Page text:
Book Review by Ann Jonas, Tradebook Buyer - CSB/SJU Bookstores
this review was published in the St. Cloud Visitor
Exiles by Ron Hansen, published by Picador
In his book Exiles, author Ron Hansen tells the story of the shipwreck that inspired Gerard Manley Hopkins to write his most important long poem “The Wreck of the Deutschland.”
In December 1875, five nuns from the religious congregation called the Sisters of Saint Francis, Daughters of the Sacred Hearts of Jesus and Mary left their convent in Salzkotten, Germany to come to America. Exiled by a government ban on religious orders, called the Falk Laws, they boarded the steamship Deutschland in Bremen, and planned to start fresh in Missouri. But their ship encountered a winter storm at the mouth of the Thames River and sank; all five women lost their lives.
Hansen’s book is a work of fiction, based on real characters and real events. However, he notes that the characters represented in the book are his own interpretation of real people. He weaves the stories of each of the nuns, and how they came to be passengers on the Deutschland, with the introspective life of Hopkins, who was deeply moved by what he considered the martyrdom of the five Franciscans.
Little is known about the lives of the five Franciscans nuns who perished in the shipwreck. To write the book, Hansen researched the memoirs of other European religious in the nineteenth century and built the fictional lives of the nuns in Exiles around his research.
Hopkins, a poet and Jesuit priest in mid-Victorian England, was born in 1844 and raised in the Anglican Church. As a young man he wanted to be a poet-painter and won a scholarship to Balliol College in Oxford, England.
He spent his college years discerning and seeking, coming under the influence of John Henry Newman, whom he considered a kindred spirit. (Newman had converted from Anglicanism to Catholicism in 1845.) Hopkins entered the Catholic Church in 1866. He graduated from Balliol with a degree in the classics in 1867.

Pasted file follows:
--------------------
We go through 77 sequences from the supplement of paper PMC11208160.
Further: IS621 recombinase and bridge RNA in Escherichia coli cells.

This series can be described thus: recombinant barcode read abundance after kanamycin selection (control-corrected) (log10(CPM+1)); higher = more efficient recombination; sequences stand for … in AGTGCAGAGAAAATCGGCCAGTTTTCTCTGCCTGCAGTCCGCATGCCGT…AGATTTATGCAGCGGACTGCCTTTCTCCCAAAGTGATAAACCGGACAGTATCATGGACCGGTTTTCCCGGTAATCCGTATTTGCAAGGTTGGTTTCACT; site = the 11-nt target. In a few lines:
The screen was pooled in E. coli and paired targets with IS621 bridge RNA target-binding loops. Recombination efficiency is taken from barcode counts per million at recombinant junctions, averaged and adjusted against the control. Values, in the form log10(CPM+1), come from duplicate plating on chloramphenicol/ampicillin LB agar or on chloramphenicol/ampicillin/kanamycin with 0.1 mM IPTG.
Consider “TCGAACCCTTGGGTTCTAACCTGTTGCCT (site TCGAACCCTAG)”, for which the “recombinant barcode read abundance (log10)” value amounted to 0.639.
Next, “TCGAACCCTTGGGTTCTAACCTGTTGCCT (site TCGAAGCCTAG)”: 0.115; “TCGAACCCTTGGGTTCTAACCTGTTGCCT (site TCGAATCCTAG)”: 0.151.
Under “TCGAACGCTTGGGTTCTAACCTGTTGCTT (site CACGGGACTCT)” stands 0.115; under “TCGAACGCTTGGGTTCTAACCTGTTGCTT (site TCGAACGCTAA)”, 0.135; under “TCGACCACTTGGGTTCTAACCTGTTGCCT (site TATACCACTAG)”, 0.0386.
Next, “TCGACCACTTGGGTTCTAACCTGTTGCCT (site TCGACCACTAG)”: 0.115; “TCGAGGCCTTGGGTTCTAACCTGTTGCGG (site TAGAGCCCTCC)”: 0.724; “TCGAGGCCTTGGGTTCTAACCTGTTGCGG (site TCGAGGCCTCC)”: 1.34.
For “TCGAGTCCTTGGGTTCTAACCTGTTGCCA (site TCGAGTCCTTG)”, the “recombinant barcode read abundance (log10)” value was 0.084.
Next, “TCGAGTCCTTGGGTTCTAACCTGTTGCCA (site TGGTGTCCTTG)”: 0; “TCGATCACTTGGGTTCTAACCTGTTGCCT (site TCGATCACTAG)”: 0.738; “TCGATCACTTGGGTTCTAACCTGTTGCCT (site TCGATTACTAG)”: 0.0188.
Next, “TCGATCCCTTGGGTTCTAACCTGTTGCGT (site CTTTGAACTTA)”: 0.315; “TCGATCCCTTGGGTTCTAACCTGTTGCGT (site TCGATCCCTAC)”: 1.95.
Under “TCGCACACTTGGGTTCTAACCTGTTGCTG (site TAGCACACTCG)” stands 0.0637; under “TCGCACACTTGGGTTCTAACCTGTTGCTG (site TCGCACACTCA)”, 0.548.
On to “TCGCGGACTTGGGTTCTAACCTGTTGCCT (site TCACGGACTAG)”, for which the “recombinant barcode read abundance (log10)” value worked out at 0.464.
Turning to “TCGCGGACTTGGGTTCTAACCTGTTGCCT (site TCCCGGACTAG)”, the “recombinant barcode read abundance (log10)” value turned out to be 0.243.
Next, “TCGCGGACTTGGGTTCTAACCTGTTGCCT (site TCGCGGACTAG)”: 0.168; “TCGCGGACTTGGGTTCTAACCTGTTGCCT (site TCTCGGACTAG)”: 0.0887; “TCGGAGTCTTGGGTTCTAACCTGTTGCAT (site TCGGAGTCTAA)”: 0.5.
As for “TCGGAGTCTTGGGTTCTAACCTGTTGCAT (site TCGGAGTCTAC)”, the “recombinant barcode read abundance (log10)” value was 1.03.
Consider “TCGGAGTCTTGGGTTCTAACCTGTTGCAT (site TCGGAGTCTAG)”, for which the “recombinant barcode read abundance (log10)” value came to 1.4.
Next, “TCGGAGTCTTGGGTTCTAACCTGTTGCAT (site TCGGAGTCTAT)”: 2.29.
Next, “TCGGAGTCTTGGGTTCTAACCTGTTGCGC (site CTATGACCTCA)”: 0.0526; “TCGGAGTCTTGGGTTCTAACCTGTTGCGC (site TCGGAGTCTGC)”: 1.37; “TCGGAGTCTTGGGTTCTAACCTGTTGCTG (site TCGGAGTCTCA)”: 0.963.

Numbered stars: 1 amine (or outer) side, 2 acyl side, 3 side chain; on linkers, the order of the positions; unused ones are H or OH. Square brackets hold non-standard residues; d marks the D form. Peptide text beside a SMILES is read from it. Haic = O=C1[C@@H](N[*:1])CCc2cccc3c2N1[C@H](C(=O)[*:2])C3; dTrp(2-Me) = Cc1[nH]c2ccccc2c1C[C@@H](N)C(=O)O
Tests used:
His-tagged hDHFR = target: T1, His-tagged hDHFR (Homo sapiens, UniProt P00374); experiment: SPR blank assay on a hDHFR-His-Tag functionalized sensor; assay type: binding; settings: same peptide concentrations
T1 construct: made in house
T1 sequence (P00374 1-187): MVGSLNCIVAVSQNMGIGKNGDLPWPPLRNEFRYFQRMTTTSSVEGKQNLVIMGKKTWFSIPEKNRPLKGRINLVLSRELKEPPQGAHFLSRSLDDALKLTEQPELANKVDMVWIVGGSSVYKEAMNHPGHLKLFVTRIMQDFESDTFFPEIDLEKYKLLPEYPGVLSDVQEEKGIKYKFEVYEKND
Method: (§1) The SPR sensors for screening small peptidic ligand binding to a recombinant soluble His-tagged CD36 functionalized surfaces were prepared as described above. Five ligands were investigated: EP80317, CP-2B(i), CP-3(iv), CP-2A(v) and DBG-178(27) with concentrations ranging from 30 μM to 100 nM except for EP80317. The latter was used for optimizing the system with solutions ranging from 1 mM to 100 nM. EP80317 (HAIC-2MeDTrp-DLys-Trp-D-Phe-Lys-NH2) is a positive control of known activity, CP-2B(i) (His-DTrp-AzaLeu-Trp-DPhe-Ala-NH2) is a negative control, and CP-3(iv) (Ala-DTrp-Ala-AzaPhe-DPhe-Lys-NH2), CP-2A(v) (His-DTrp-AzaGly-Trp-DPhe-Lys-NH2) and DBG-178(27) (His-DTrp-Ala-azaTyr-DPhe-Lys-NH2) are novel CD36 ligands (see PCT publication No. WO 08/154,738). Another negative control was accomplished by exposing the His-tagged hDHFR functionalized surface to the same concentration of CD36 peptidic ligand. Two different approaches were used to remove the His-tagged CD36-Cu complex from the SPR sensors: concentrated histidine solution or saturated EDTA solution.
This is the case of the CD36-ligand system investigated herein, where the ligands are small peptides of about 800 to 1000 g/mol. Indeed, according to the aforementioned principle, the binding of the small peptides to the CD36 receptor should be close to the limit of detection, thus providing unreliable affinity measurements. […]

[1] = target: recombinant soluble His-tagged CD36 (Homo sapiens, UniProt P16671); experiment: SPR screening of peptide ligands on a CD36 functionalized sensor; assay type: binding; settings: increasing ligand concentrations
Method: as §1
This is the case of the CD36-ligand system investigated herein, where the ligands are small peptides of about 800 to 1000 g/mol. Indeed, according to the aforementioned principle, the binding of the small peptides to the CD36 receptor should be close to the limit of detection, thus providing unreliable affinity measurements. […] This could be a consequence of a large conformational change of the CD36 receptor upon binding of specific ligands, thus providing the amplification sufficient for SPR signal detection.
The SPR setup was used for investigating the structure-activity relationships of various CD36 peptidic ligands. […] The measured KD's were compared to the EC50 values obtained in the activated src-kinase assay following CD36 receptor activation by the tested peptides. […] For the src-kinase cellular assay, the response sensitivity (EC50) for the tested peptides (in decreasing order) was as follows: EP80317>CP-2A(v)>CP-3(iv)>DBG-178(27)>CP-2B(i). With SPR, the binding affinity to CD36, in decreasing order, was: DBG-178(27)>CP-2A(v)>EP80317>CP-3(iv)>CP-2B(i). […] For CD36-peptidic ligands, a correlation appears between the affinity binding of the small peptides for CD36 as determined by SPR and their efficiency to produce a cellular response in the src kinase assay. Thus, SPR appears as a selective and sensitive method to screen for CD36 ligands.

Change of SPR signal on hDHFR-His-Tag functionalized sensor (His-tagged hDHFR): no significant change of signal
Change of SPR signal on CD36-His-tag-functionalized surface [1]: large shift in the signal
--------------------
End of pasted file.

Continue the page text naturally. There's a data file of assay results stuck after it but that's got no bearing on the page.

After graduation, Hopkins entered the Society of Jesus and became a Jesuit priest. At that time, he believed that writing poetry was too self-indulgent for a Jesuit priest and he not only stopped writing poetry, but also burned his earlier poems.
The tragedy stirred him to take up poetry again in an attempt to tell of the loss but also to explain God’s higher purpose in the midst of misfortune. Exiles gives the reader some sense of Hopkins’ personal struggles, including depression and the alienation of his family. His innovative poetry was virtually unknown in his lifetime.
Much more is known about Hopkins and Hansen states that “care has been taken not to contradict biographical details or historical testimony.”
The book ends with the entire poem “The Wreck of the Deutschland”, which was finally published for the first time in 1918, long after Hopkins’ death in 1889.
Ron Hansen was born in Omaha, Nebraska, and graduated from Creighton University, a Jesuit institution. He furthered his higher education at the University of Iowa’s Writers Workshop, Stanford University, and Santa Clara University. In 2007, he was ordained a permanent deacon in the Diocese of San Jose. He is the Gerard Manley Hopkins, S.J. Professor in the Arts and Humanities at Santa Clara University in California.